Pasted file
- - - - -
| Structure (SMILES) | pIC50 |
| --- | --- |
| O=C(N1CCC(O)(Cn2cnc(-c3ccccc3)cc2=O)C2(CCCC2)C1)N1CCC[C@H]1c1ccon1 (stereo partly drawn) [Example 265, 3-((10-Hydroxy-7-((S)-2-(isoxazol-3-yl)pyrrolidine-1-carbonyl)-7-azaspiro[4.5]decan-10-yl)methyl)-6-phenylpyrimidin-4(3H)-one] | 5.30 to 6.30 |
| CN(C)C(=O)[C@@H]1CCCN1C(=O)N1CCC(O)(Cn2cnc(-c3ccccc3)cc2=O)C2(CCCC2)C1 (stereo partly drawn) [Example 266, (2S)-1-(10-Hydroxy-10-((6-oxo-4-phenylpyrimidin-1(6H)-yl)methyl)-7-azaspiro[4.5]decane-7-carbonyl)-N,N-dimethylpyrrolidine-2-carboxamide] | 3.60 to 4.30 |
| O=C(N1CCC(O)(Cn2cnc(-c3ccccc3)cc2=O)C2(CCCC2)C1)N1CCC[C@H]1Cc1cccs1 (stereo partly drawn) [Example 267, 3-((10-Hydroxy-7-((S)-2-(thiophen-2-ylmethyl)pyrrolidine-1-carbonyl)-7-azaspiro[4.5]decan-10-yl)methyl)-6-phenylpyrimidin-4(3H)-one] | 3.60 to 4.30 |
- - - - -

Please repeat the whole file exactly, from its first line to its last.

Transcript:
| Structure (SMILES) | pIC50 |
| --- | --- |
| O=C(N1CCC(O)(Cn2cnc(-c3ccccc3)cc2=O)C2(CCCC2)C1)N1CCC[C@H]1c1ccon1 (stereo partly drawn) [Example 265, 3-((10-Hydroxy-7-((S)-2-(isoxazol-3-yl)pyrrolidine-1-carbonyl)-7-azaspiro[4.5]decan-10-yl)methyl)-6-phenylpyrimidin-4(3H)-one] | 5.30 to 6.30 |
| CN(C)C(=O)[C@@H]1CCCN1C(=O)N1CCC(O)(Cn2cnc(-c3ccccc3)cc2=O)C2(CCCC2)C1 (stereo partly drawn) [Example 266, (2S)-1-(10-Hydroxy-10-((6-oxo-4-phenylpyrimidin-1(6H)-yl)methyl)-7-azaspiro[4.5]decane-7-carbonyl)-N,N-dimethylpyrrolidine-2-carboxamide] | 3.60 to 4.30 |
| O=C(N1CCC(O)(Cn2cnc(-c3ccccc3)cc2=O)C2(CCCC2)C1)N1CCC[C@H]1Cc1cccs1 (stereo partly drawn) [Example 267, 3-((10-Hydroxy-7-((S)-2-(thiophen-2-ylmethyl)pyrrolidine-1-carbonyl)-7-azaspiro[4.5]decan-10-yl)methyl)-6-phenylpyrimidin-4(3H)-one] | 3.60 to 4.30 |